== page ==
Gov. John Fetterman (D-Braddock), Pa. Second Lady Gisele Fetterman, and Scott Paterno, a former Republican Congressional candidate turned lobbyist, who is also the son of late Penn State football coach Joe Paterno. The @pittsburghatory Twitter account often replies to John Fetterman’s account when he mentions weed, specifically asking John to call for legalizing growing plants for medical patients. They realize Fetterman doesn’t have unilateral power to make this fix, but the replies started to see more engagement anyway.

Follow the Pittsburgh-area cannabis troll at @pittsburghatory on Twitter and mconstant412 on Instagram. To the user, the trolling was actually helping to spread this specific message and educate people about potential changes to Pennsylvania’s law. They say they have made similar efforts on Instagram using hashtags, and have seen more engagement on that platform. One time, they replied to a post Gisele made and “put them on blast.” They say Gisele ended up private messaging the user about not being happy over the harsh criticism, which the user agreed Follow news editor Ryan Deto on Twitter @RyanDeto



was over the top, but then they both ended up having a conversation about the state’s growing laws. Trolling resulted in direct communication with Gisele, which is farther than the user has gotten in reaching out to dispensaries and health department officials. The user also says that Paterno once put out a PDF statement about his lobbying efforts with a marijuana group. But this also means abrasive tweets at legislators. On April 7, when state Sen. Doug Mastriano (R-Fulton) tweeted out an op-ed he penned about socalled vaccine-passports and wrote, “Medical freedom must be preserved,” @pittsburghatory replied, “LOL are you serious? Medical cannabis patients have NO freedom. You are a hypocrite and a seditionist. [Clown face emoji].” The user’s goal is to bring more attention to the state’s reluctance to allow patients to grow their own cannabis, which is opposed by some dispensary groups, as well as what they call other flaws in Pennsylvania’s medical marijuana law. And maybe they will build some momentum, one troll-y post at a time. “The shepherding is a real thing,” they say of how to direct online marijuana advocacy. “Stop yelling at Fetterman and Wolf for not legalizing recreational weed,” they add. “Be a troll with nuance.”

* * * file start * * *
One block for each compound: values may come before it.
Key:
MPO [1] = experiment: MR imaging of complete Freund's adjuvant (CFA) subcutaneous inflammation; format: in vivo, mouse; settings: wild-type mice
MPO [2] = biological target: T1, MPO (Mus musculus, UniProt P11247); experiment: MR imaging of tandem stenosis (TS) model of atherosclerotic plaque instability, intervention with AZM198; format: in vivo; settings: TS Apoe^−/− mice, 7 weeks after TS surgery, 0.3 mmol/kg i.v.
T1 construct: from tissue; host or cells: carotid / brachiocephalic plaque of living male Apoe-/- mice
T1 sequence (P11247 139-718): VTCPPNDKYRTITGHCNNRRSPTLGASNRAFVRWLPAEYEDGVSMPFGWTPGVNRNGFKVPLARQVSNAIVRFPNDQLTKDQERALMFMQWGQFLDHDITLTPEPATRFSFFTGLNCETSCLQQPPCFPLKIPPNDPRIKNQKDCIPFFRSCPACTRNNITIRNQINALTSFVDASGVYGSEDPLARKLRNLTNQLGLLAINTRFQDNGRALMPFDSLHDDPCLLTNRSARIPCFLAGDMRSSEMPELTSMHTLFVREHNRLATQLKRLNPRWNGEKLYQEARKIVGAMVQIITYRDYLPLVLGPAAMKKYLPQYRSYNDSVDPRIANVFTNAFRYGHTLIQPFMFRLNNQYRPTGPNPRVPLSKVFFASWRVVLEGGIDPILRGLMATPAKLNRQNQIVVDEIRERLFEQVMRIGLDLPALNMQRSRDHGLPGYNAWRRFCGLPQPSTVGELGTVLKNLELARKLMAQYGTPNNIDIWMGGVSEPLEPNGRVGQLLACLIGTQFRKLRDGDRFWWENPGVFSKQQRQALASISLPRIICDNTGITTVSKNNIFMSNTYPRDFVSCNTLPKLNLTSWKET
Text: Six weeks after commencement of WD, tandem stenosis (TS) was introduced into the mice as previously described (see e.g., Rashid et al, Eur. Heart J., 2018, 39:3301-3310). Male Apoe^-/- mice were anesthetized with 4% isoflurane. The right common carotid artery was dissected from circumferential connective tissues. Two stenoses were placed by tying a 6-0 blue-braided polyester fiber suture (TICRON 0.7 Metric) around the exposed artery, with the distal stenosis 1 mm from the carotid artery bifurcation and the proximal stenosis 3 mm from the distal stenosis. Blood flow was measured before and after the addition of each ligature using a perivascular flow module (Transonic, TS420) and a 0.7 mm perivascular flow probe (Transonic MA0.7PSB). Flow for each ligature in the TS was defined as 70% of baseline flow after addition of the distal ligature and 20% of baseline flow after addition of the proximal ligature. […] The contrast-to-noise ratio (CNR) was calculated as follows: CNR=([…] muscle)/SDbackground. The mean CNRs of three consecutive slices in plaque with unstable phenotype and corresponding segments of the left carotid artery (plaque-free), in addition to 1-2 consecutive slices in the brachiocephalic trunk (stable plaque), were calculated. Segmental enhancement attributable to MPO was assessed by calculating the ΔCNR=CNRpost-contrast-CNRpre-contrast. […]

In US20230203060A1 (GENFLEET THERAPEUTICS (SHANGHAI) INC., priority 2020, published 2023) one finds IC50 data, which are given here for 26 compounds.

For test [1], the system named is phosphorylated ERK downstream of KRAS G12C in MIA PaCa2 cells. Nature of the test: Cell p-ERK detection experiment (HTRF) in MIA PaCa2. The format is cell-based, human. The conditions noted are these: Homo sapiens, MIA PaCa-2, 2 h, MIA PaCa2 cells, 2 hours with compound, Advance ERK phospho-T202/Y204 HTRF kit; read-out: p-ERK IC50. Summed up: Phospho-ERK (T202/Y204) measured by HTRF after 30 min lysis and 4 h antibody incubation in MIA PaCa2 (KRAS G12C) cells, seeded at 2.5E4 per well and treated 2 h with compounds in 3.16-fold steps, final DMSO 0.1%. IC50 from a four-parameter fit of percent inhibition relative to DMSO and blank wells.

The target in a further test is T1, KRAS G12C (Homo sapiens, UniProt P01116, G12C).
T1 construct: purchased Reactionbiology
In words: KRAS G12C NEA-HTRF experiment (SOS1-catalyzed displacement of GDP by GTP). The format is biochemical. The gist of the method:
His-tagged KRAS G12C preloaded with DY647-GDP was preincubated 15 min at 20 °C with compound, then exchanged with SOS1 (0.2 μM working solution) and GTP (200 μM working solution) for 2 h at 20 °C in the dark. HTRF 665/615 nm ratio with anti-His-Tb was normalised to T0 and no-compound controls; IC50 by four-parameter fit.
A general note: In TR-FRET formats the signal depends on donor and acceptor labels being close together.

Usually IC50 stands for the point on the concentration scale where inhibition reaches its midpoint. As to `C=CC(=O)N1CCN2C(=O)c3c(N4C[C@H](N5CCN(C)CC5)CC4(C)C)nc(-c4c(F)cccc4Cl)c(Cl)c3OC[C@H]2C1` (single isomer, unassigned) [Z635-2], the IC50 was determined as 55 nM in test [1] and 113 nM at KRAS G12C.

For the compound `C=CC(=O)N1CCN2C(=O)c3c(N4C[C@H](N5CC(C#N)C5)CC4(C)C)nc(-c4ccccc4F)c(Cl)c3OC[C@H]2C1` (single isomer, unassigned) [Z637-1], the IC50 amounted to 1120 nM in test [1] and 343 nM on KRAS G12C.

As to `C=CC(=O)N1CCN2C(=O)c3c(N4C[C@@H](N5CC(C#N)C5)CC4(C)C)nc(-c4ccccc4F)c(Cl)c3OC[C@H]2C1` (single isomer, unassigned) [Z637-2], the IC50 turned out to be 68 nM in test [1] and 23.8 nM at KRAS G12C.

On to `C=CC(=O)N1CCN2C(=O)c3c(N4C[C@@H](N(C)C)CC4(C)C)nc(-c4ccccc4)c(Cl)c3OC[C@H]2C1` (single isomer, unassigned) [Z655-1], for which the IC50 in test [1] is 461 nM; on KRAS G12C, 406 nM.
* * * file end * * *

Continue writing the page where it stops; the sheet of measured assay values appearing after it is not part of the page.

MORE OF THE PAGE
1. Create an online patient profile Adult patients (18+) must first fill out a form with accurate and up-to-date personal information, including name, address, and date of birth, at the Pennsylvania Department of Health website (padohmmp.custhelp.com). Tip: Make sure addresses are inputted exactly how they appear on a patient’s driver’s license or state-issued ID. Do not include punctuation marks; do abbreviate words like “street” or “road”; and when directions are included in an address, patients are advised to input only the first initial. For example, “100 E MAIN ST” is the correct way to type 100 East Main Street. A similar form must be filled out by caregivers for medical marijuana patients who are minors, have a disability, or require in-home support.

2. Get a doctor to sign off Patients with one of the approved medical conditions, as defined by state law, can qualify for a medical marijuana card, but first must have a physician certify that they have at least one of the 23 qualifying conditions. (A full list of approved conditions can be found at pa.gov/guides/pennsylvania-medicalmarijuana-program.) According to the state health department, there are now over 160 practices in Allegheny County that can certify medical marijuana card applications. An up-to-date list of physicians is available on the Pennsylvania government website (health.pa.gov). Note: If your primary doctor has treated you for one of the approved conditions but is not certified, you can download your medical records and take them to an approved practice. The price of certification varies by provider. Some companies — such as Compassionate